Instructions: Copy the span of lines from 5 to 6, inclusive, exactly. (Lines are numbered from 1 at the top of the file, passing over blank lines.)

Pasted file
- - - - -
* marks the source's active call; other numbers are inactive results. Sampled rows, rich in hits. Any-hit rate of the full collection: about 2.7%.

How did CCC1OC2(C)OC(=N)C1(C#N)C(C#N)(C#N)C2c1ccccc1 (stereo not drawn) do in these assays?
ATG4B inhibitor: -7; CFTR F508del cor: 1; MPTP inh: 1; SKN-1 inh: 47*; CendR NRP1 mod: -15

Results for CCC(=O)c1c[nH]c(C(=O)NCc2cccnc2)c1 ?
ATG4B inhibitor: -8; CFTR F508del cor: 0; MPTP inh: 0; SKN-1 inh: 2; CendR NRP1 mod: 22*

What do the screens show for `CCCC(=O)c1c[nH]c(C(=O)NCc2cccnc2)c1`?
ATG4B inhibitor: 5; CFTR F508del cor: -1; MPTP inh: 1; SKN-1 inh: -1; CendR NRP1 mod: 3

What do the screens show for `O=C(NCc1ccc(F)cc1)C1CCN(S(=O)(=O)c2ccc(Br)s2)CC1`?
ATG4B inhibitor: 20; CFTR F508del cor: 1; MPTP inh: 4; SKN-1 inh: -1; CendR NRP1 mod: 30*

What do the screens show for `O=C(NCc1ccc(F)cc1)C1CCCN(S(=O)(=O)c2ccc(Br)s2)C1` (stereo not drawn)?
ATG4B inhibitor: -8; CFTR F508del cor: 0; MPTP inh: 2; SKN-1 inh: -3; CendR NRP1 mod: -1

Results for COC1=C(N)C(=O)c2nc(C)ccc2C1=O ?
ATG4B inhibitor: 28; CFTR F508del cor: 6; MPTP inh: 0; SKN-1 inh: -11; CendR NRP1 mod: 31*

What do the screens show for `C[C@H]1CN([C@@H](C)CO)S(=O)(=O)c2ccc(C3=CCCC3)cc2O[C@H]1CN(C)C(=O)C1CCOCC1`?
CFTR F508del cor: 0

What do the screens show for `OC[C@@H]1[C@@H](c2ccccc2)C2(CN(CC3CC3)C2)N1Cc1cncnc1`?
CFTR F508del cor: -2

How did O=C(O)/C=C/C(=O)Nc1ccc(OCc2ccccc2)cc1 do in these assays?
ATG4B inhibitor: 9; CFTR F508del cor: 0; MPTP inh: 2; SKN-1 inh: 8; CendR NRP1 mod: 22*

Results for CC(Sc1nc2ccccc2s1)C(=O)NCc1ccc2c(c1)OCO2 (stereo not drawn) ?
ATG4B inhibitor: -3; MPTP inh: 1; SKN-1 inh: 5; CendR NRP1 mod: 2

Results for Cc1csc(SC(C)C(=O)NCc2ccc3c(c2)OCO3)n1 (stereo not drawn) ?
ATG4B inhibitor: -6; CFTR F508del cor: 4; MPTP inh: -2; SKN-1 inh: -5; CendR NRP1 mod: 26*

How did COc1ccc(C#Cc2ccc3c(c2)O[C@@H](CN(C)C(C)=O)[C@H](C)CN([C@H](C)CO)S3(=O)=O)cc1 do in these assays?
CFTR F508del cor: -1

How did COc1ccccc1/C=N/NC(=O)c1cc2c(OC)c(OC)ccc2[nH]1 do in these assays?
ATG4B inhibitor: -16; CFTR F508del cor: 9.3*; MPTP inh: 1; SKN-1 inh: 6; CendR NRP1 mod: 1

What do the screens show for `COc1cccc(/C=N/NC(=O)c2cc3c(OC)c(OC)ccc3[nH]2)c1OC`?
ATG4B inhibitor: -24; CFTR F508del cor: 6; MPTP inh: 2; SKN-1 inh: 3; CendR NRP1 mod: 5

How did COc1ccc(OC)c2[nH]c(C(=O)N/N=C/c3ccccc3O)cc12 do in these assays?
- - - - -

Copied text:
ATG4B inhibitor: -8; CFTR F508del cor: 0; MPTP inh: 0; SKN-1 inh: 2; CendR NRP1 mod: 22*

What do the screens show for `CCCC(=O)c1c[nH]c(C(=O)NCc2cccnc2)c1`?